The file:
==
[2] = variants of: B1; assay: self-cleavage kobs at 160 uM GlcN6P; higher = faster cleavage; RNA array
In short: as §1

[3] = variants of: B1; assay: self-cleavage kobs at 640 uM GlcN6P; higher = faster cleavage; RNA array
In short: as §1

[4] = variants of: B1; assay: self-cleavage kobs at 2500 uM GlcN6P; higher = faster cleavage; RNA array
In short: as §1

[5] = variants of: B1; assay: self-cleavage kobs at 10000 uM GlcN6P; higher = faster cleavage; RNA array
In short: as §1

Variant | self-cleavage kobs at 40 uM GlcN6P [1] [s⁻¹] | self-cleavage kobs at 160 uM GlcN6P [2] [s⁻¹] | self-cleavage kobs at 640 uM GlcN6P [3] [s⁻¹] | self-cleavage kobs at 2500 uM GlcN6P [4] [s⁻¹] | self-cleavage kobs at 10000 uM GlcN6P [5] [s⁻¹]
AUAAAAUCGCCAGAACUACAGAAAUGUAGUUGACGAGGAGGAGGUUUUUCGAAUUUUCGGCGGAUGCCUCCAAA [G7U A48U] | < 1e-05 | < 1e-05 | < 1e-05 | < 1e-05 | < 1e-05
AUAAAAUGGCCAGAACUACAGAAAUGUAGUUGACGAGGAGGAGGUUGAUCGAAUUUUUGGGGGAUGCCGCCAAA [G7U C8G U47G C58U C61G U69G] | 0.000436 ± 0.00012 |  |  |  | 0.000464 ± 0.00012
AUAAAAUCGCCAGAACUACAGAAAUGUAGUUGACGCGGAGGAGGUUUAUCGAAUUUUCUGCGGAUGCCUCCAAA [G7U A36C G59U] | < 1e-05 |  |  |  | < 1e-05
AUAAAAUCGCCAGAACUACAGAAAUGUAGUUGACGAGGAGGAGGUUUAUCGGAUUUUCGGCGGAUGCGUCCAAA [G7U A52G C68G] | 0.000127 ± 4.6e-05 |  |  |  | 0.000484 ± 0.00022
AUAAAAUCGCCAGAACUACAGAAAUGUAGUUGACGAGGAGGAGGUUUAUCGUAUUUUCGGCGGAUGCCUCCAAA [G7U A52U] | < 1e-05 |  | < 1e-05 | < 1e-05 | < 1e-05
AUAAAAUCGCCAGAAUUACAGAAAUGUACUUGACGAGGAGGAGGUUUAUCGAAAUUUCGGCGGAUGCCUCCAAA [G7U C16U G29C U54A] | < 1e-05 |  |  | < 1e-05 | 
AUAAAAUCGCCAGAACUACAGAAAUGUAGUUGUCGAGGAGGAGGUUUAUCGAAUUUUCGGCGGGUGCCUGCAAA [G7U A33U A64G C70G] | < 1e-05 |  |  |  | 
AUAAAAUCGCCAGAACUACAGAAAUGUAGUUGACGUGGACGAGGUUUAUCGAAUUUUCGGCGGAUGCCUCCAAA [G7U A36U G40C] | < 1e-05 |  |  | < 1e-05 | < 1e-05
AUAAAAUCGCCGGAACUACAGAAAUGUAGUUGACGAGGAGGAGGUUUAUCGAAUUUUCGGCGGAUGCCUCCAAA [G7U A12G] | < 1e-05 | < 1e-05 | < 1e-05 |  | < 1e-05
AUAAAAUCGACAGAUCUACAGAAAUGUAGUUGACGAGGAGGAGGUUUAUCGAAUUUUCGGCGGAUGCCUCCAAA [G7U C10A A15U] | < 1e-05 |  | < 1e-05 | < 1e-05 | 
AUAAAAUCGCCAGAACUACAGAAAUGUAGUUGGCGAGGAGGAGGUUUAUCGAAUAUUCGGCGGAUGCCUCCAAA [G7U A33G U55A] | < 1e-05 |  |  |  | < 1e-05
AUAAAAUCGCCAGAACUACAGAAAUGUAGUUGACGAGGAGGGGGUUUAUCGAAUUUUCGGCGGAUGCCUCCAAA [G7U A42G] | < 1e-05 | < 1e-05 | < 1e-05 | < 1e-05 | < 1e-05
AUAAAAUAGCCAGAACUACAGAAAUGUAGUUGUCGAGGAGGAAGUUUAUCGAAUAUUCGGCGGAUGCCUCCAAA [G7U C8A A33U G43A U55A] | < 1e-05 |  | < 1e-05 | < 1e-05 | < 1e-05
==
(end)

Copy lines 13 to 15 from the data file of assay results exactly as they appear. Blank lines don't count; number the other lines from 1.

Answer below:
AUAAAAUCGCCAGAACUACAGAAAUGUAGUUGACGAGGAGGAGGUUUAUCGGAUUUUCGGCGGAUGCGUCCAAA [G7U A52G C68G] | 0.000127 ± 4.6e-05 |  |  |  | 0.000484 ± 0.00022
AUAAAAUCGCCAGAACUACAGAAAUGUAGUUGACGAGGAGGAGGUUUAUCGUAUUUUCGGCGGAUGCCUCCAAA [G7U A52U] | < 1e-05 |  | < 1e-05 | < 1e-05 | < 1e-05
AUAAAAUCGCCAGAAUUACAGAAAUGUACUUGACGAGGAGGAGGUUUAUCGAAAUUUCGGCGGAUGCCUCCAAA [G7U C16U G29C U54A] | < 1e-05 |  |  | < 1e-05 | 